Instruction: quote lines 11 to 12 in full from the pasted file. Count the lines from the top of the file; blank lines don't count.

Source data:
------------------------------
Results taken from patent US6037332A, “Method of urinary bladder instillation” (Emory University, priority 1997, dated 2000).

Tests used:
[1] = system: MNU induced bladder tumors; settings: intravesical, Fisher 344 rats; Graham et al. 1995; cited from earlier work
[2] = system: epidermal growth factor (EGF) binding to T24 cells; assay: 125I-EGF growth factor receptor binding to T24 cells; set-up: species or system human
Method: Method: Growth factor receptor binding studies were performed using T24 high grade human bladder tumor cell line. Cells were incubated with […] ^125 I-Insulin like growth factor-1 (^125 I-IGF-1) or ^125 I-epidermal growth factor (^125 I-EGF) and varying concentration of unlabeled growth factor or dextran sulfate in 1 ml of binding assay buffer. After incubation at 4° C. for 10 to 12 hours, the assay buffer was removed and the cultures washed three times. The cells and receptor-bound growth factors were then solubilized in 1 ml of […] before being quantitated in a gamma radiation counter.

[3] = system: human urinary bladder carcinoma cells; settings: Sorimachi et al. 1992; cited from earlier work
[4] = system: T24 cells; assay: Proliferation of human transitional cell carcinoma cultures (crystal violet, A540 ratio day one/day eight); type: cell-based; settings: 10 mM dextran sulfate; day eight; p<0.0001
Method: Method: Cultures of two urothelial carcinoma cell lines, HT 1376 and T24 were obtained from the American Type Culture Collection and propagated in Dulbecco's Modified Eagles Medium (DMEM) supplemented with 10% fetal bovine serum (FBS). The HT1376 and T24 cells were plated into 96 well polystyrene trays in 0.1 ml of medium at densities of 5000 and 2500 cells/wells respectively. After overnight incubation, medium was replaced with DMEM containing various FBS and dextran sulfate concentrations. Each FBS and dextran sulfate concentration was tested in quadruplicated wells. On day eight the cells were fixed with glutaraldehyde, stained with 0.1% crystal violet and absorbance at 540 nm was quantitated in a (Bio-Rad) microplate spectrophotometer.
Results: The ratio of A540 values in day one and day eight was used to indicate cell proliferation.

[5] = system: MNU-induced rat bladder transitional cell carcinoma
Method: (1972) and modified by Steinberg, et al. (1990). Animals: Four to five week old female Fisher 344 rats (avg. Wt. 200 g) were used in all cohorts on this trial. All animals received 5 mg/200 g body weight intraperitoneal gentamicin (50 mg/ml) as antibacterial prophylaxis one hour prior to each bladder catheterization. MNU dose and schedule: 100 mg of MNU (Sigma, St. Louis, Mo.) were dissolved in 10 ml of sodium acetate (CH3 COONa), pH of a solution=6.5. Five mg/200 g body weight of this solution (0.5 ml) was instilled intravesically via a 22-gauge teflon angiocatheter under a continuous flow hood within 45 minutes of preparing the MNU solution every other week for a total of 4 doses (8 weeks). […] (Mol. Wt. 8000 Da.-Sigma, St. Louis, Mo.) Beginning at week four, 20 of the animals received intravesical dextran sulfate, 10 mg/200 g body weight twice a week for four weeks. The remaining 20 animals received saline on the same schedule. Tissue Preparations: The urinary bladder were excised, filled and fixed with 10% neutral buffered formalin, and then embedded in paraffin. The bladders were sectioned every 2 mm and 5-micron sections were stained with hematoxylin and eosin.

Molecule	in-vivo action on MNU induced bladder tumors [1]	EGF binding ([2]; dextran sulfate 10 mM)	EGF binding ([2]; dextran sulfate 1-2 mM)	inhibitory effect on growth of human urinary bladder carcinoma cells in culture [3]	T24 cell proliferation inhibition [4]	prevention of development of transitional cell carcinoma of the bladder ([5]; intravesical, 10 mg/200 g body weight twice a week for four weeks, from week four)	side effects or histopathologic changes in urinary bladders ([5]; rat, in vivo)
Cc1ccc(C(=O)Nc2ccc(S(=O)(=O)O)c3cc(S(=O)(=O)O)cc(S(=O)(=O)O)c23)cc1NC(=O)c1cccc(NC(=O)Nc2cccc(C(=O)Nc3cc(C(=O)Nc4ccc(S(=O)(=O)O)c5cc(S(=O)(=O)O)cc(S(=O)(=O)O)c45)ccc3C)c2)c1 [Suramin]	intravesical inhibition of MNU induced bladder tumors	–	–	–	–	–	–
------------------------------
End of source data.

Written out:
Method: (1972) and modified by Steinberg, et al. (1990). Animals: Four to five week old female Fisher 344 rats (avg. Wt. 200 g) were used in all cohorts on this trial. All animals received 5 mg/200 g body weight intraperitoneal gentamicin (50 mg/ml) as antibacterial prophylaxis one hour prior to each bladder catheterization. MNU dose and schedule: 100 mg of MNU (Sigma, St. Louis, Mo.) were dissolved in 10 ml of sodium acetate (CH3 COONa), pH of a solution=6.5. Five mg/200 g body weight of this solution (0.5 ml) was instilled intravesically via a 22-gauge teflon angiocatheter under a continuous flow hood within 45 minutes of preparing the MNU solution every other week for a total of 4 doses (8 weeks). […] (Mol. Wt. 8000 Da.-Sigma, St. Louis, Mo.) Beginning at week four, 20 of the animals received intravesical dextran sulfate, 10 mg/200 g body weight twice a week for four weeks. The remaining 20 animals received saline on the same schedule. Tissue Preparations: The urinary bladder were excised, filled and fixed with 10% neutral buffered formalin, and then embedded in paraffin. The bladders were sectioned every 2 mm and 5-micron sections were stained with hematoxylin and eosin.

Molecule	in-vivo action on MNU induced bladder tumors [1]	EGF binding ([2]; dextran sulfate 10 mM)	EGF binding ([2]; dextran sulfate 1-2 mM)	inhibitory effect on growth of human urinary bladder carcinoma cells in culture [3]	T24 cell proliferation inhibition [4]	prevention of development of transitional cell carcinoma of the bladder ([5]; intravesical, 10 mg/200 g body weight twice a week for four weeks, from week four)	side effects or histopathologic changes in urinary bladders ([5]; rat, in vivo)